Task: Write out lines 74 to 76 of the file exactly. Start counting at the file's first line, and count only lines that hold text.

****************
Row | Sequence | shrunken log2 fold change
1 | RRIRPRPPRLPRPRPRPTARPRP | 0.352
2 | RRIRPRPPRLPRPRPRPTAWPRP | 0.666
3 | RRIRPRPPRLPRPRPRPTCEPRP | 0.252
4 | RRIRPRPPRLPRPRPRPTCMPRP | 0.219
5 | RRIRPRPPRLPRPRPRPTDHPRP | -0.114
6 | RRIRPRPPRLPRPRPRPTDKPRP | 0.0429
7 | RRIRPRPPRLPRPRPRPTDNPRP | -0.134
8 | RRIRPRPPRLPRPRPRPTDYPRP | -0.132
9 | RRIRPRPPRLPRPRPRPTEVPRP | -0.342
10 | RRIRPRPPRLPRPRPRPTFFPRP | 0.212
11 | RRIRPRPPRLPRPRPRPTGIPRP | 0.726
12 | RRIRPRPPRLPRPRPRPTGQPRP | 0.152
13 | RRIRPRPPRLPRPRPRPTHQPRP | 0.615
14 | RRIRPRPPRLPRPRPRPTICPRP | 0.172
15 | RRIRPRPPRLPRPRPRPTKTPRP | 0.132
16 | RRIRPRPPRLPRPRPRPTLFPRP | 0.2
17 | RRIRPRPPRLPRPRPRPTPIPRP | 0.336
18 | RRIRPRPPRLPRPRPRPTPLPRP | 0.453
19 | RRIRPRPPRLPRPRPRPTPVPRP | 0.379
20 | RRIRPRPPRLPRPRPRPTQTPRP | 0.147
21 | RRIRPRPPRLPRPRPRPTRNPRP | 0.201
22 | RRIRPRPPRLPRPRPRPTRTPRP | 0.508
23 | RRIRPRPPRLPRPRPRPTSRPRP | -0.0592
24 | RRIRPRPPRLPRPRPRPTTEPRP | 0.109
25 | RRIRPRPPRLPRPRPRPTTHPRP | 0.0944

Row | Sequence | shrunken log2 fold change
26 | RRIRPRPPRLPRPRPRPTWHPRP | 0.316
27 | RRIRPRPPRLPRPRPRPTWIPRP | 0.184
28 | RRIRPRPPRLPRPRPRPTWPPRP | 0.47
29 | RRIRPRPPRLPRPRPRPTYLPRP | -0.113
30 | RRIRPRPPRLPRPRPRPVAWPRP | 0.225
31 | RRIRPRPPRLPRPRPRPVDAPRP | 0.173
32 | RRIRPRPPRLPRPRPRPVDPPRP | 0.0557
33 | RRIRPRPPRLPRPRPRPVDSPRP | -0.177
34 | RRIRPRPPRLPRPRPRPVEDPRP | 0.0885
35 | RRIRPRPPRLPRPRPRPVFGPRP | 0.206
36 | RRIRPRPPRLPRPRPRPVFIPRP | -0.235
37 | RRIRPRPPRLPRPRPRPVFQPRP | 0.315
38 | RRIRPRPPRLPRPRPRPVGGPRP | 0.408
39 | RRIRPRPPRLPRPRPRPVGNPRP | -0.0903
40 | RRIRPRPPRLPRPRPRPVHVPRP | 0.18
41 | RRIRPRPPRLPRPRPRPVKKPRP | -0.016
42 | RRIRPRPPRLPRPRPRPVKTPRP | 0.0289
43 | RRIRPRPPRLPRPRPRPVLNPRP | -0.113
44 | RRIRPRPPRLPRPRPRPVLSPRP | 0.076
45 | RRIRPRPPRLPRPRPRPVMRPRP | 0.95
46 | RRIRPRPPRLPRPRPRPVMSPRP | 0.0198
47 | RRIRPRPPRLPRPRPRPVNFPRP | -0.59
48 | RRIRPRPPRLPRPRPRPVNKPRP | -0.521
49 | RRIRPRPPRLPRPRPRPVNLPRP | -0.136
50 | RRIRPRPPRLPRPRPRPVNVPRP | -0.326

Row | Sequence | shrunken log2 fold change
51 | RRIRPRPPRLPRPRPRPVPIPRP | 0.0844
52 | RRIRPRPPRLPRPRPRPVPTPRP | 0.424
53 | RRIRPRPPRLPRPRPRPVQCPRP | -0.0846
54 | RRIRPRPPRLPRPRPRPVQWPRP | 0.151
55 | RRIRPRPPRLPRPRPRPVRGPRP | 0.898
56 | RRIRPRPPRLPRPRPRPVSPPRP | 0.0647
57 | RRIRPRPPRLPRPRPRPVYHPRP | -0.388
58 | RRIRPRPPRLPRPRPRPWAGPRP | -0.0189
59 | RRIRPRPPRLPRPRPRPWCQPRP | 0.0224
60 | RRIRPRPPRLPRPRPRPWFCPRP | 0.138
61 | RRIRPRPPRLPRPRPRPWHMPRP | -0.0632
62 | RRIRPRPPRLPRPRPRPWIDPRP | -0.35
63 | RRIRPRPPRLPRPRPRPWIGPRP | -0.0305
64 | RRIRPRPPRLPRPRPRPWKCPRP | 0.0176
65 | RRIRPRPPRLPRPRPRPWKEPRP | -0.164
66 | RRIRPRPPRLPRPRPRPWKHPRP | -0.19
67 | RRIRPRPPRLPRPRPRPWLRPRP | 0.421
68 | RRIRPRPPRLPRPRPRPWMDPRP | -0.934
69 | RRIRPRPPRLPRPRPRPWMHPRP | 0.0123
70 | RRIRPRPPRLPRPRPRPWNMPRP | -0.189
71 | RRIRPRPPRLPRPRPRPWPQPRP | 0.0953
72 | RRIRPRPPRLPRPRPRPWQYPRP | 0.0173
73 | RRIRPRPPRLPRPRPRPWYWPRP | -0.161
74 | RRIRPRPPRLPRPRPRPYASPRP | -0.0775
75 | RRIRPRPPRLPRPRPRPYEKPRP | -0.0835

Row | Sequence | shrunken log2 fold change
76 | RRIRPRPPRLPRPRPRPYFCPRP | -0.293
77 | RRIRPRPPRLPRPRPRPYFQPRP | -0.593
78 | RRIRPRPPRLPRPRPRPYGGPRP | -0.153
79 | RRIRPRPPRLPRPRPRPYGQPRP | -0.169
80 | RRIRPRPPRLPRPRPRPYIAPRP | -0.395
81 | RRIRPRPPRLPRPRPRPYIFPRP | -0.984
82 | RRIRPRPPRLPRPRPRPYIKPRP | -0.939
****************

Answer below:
71 | RRIRPRPPRLPRPRPRPWPQPRP | 0.0953
72 | RRIRPRPPRLPRPRPRPWQYPRP | 0.0173
73 | RRIRPRPPRLPRPRPRPWYWPRP | -0.161